You Like Wine? You Like Chocolate? Milk Chocolate Wine?

You Like Wine? You Like Chocolate? Milk Chocolate Wine?

Email - Sent on 8/5/2024 Reading You Like Wine? You Like Chocolate? Milk Chocolate Wine? 6 minutes

On some forums, you can find some recipes for Chocolate wine, so I thought I would give it a go.

I was quite shocked at how chocolate wine tasted, but it did have a bitter after taste for me, must have been all the dark cocoa powder. To tell the truth, I love chocolate, but not dark chocolate.  Milk chocolate is my thing, and even more irresistible is a Terry's Chocolate Orange, so could I create a recipe to match.

After lots of reading, I found nothing about a milk chocolate wine, so I had to make it up, with a few tweaks here and there and I think I have it!

You'll find the full Milk Chocolate Wine recipe on our wine recipes page, but here is a quick rundown.

It's quite an involved recipe, but the results are well worth it.  I added an orange to the mix to give it that citrus hit, but if you just want a Galaxy (or Cadbury's) chocolate wine, then just drop the orange.

So, you'll need a 175g of dark cocoa powder.  Did you know that the cocoa powder we get here has been "Dutched"? This means the cocoa beans have been soaked in sodium bicarbonate (baking powder). This removes a large proportion of the cocoa beans bitterness and makes the resulting cocoa powder even more delicious. It also makes it darker, which means even better looking chocolate cake.  But we aren't making cake here, we are making wine.

Ok, so how are we going to turn it to milk chocolate.  Well here comes my friend, Lactose. A non fermentable (the yeast cant eat it) sugar that comes from milk.  Not only does it sweeten the finished wine, but it also adds a lush creamy mouth feel to the chocolate wine, turning it to milk chocolate,  mmmmmm!

If you love the smell of cakes baking, or coffee brewing, you are going to love the aromas in the kitchen when you are making this chocolate wine!

So how did I make it? It's easy!

First, you need to make some Raisin Juice the night before, this will add extra body and depth to the wine, or it can feel thin in the mouth.

The next day we get to work and make a smooth paste with the cocoa powder, then add some boiling water and bring it to the boil.  This helps get lots more flavour out of the cocoa powder.

Into the fermenter with the cocoa liquid, and the raisin juice, just over a kilo of sugar, and then more water to bring it up to just over the gallon mark.  We'll loose quite a bit to sediment, so we need to add some extra water so that we get the 6 bottles from this recipe.

Then in goes some pectolase not only to break down any pectin, but to help extract more colour and flavour. Then some yeast nutrient and some Tartaric Acid to help give the wine a little extra kick.  Oh if you didn't use the orange, its also time to add 1/2 tsp of citric acid to help the tartaric acid give you that wine zing.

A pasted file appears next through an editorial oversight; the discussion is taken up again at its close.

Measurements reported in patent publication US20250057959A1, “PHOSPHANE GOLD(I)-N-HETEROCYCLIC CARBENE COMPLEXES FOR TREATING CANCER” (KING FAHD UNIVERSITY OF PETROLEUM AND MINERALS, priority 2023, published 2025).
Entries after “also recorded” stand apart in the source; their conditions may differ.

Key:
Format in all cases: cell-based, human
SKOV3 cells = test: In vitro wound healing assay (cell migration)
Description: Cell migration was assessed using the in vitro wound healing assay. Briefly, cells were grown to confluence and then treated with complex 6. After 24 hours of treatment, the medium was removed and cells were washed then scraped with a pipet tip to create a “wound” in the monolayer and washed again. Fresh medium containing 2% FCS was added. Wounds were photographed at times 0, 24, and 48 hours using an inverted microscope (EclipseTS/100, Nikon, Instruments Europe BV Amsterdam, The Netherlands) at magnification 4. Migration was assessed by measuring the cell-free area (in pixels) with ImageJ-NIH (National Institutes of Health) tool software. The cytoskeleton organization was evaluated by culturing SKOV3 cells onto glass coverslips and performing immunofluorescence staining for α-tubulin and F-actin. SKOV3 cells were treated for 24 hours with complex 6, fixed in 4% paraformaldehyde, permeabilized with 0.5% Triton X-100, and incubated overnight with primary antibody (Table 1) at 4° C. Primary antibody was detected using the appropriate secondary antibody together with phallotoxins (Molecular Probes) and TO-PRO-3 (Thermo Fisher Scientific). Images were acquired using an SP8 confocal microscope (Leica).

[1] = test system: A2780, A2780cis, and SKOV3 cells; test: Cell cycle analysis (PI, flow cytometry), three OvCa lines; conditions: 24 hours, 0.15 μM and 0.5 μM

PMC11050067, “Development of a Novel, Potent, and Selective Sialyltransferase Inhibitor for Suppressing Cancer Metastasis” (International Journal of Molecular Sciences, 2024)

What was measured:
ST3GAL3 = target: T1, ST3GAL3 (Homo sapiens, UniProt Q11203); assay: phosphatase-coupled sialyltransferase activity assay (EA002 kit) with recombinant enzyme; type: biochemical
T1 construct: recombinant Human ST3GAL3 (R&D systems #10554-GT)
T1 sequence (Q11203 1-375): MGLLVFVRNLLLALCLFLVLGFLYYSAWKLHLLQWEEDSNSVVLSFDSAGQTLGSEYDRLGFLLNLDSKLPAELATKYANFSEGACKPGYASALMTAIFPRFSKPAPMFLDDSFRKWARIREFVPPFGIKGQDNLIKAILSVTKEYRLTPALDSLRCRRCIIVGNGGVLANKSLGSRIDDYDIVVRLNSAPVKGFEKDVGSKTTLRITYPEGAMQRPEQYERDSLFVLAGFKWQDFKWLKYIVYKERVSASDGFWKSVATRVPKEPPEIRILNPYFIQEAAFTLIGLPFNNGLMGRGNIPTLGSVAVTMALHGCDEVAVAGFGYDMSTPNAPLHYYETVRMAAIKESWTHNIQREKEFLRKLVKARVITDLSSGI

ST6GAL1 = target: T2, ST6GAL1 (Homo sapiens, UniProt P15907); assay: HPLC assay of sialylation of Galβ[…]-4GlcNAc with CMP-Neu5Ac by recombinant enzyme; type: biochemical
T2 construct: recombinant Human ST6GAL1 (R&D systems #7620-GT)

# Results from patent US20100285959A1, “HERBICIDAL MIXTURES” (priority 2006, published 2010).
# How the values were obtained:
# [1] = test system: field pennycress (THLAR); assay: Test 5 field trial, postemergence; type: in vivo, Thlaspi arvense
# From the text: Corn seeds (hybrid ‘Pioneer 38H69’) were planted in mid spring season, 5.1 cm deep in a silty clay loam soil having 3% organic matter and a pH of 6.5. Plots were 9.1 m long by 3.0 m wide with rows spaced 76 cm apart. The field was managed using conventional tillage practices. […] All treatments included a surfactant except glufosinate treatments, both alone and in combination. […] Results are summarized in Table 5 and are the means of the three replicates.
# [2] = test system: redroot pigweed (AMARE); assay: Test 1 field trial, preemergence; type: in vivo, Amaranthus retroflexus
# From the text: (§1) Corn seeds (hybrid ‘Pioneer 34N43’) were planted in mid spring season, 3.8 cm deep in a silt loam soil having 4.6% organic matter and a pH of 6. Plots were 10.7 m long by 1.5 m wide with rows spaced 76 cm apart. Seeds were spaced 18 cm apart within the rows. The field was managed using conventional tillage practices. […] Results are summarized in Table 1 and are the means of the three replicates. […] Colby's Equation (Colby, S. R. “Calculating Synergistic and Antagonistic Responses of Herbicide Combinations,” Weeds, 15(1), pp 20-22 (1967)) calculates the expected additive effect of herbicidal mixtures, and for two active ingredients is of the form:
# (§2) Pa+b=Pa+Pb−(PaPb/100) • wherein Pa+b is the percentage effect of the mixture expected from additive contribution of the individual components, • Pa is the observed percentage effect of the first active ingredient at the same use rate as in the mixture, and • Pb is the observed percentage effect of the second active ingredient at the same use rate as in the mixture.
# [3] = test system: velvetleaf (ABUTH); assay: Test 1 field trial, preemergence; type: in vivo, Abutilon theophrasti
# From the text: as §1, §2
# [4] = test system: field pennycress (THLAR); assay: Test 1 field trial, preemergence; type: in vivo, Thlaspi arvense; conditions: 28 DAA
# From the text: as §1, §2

The yeast I have been using is VR21 as this helps bring out the fruity flavours in the cocoa.  Yes, after the yeast have bio-transformed (eaten and then excreted new flavours) the cocoa esters you get this amazing fruity flavours.

Now, with all that cocoa powder, the CO2 created by the yeast makes it really foamy and it forms a thick crust on top of the wine. This means all that lovely cocoa is not in contact with the wine, so we need to knock it back down in. A gentle stir does it. Then back on with the lid till tomorrow when it will need knocking back again.

At day 5 stop knocking it back or it will be hard to syphon it into the demijohn

Then after 7 days it's time to move it to a demijohn for a couple of weeks, as although it will seem like all the fermentation is over, you would be wrong.  Just because there is no more sugar for the yeast to eat, they will now eat other compounds in the wine and turn them from boring uninteresting compounds, into something that delights your taste buds.  So don't rush this part.  Just let it sit in the demijohn to do it's thing.

It will have began to settle, so rack it off into a new clean demijohn and add the fermentation stopper to kill off any remaining yeast.

Now we turn it to milk chocolate. 

We need to put about 250 ml of the wine into a small saucepan and pour in the lactose and mix it in.  It will look cloudy and white - a bit like milk.

Put the pan on the stove and gently bring up the heat, giving it regular stirs to stop it catching on the bottom. Then as it comes to the boil the magic happens and suddenly it will turn from being milky, to clear.  It's at this stage it comes off the heat.

swirl the wine in the demijohn and while its still whirling around, pour the hot lactose wine into the demijohn and then swirl it around again to mix it all in.

Add the vanilla and swirl again.  We'll need to swirl the wine a few times a day for the next 2 days to knock out any trapped CO2 and to help the fermentation stopper do its job.

And then the finings to help this wine clear.

Then once clear, it's into bottles.  

Now if you can leave it at least a month before popping open a bottle well done, you have more will power than me.

I always hide a bottle away so I can forget about it. 3-6 months tends to be best, fresh, but not too fresh.  2 years seems awesome, but is that really going to happen.

So there you have it, Milk Chocolate Orange Wine. Remember it's not Terry's, It's MINE!

Have a go at my Milk Chocolate Wine Recipe and see how yours turns out and let me know of any tweaks you would make.

Cheers & Happy Brewing.


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